Directed by Coralie Forgeat
Luxurious in its first minutes and viciously brutal in the remaining time, “Revenge” is a heavy, breathtaking ride that will make fans of horror/action genre rub their hands with glee.
The film, a product from the mind of newcomer Coralie Forgeat, thrives with devoted performances by Matilda Kutz, Kevin Janssens, Vincent Colombe, and Guillaume Bouchede, who were able to convey all the distress, trauma, alertness, and resentment required to make the film succeed. Other fundamental aspects include the intermittence of Rob's disturbing score, which keeps alternating with suspenseful silences, and the super sharp cinematography by Robrecht Heyvaert, which comes filled with impressive close-ups and medium-range shots. The quality of the editing, carefully handled by Forgeat, Bruno Safar, and Jerome Eltabet, is especially noticeable in Jennifer's nightmares sequences.
The plot is very simple and direct, yet, the way it was executed turns the film into one of the biggest blood soaking baths of the year. The sculptural Jennifer (Kutz), an American socialite, follows her wealthy French lover Richard (Janssens), a married man, in his annual hunting trip to the desert, where he retains a house. Her plan was to stay for two days with her sweetheart before the hunting begins. However, Richard's friends, Stan (Colombe) and Dimitri (Bouchede), arrive one day earlier than expected, getting utterly fascinated with Jennifer’s beauty. When Richard leaves the site for just a couple of hours, the uncontrollable Stan doesn’t resist his sexual impetus and rapes her, having the impassive Dimitri, an avid marshmallow-eater, ignoring the scene.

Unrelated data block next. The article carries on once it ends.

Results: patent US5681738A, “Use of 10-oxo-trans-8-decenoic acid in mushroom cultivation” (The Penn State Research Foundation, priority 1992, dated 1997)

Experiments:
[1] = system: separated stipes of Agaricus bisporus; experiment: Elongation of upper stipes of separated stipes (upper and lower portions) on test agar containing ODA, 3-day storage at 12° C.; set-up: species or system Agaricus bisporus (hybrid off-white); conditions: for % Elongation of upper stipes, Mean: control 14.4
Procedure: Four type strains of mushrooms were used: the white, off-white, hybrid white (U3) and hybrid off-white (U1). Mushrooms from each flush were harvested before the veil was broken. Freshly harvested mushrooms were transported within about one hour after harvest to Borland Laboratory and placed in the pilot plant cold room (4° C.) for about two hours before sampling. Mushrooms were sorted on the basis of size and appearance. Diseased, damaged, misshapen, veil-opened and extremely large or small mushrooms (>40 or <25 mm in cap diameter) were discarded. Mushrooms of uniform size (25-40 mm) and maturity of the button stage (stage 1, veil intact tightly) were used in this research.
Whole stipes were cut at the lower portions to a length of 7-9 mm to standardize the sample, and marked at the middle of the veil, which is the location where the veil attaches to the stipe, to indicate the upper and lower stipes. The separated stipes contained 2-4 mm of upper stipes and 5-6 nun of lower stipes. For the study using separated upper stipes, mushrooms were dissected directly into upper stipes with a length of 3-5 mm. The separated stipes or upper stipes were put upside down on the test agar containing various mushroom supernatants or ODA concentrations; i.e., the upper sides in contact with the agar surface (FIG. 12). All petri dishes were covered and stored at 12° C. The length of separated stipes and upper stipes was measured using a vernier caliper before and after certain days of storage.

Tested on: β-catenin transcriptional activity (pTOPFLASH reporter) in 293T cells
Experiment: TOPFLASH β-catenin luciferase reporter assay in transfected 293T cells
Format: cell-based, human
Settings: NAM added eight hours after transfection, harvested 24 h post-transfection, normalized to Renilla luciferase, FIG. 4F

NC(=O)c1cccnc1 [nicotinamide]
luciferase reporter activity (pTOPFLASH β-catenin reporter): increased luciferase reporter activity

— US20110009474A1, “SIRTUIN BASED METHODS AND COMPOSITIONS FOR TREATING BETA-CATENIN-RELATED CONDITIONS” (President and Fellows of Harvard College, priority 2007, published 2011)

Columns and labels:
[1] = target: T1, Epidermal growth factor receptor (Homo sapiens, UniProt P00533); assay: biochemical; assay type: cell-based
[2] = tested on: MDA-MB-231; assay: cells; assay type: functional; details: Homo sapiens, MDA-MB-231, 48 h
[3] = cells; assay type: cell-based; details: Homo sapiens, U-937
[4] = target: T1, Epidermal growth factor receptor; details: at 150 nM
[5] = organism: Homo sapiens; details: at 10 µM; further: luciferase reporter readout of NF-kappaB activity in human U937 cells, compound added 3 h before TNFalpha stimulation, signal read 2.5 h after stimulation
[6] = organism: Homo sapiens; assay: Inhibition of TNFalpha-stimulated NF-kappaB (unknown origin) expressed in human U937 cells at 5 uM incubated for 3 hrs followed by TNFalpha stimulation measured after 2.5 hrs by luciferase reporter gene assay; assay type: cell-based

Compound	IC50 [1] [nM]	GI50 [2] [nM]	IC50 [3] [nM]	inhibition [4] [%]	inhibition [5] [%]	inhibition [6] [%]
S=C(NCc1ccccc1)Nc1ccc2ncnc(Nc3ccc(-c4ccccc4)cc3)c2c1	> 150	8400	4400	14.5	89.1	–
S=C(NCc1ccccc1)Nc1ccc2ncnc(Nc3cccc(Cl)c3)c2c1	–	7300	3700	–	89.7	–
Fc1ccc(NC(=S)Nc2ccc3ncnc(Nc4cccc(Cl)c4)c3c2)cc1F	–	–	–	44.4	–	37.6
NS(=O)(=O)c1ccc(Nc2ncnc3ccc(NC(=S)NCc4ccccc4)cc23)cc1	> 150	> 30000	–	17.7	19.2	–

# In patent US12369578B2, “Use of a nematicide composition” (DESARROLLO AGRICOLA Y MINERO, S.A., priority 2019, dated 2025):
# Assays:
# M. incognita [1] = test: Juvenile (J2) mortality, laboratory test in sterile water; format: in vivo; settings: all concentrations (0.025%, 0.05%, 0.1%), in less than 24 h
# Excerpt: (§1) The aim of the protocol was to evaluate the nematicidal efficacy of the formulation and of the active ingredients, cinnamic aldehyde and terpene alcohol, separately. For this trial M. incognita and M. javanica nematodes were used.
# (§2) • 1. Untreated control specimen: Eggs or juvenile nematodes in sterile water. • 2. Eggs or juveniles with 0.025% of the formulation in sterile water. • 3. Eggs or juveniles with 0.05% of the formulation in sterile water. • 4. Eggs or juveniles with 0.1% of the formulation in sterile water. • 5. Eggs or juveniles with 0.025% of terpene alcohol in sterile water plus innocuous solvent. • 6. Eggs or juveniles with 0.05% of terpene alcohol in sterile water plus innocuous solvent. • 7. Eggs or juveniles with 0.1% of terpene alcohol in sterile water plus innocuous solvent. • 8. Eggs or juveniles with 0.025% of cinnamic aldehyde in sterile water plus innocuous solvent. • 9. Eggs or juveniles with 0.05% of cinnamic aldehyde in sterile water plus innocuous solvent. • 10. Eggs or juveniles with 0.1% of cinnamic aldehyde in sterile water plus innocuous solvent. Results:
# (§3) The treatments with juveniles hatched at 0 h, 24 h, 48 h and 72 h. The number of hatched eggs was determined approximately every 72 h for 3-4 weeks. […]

Refusing money as a compensation for the traumatic experience and threatening Richard, Jen is pushed off from a cliff after trying to escape the three madmen. Although gravely wounded with a tree branch stuck into her belly, she survives and considers no other option rather than revenge.
Memorable scenes include Jennifer’s unimaginable beer-brand tattoo made under the effect of a hallucinogenic drug, several painful attempts of taking out external objects from inside their bodies, and the thrilling final cat-and-mouse game around the house’s narrow hallways.
Overwhelming emotions and feminist prowess are drawn from the visceral, agonizing, and often-cartoonish images that hold this sick n' ferocious film together. Even if excessively sanguinary, it runs at a dazzling pace and boasts impeccably mounted episodes.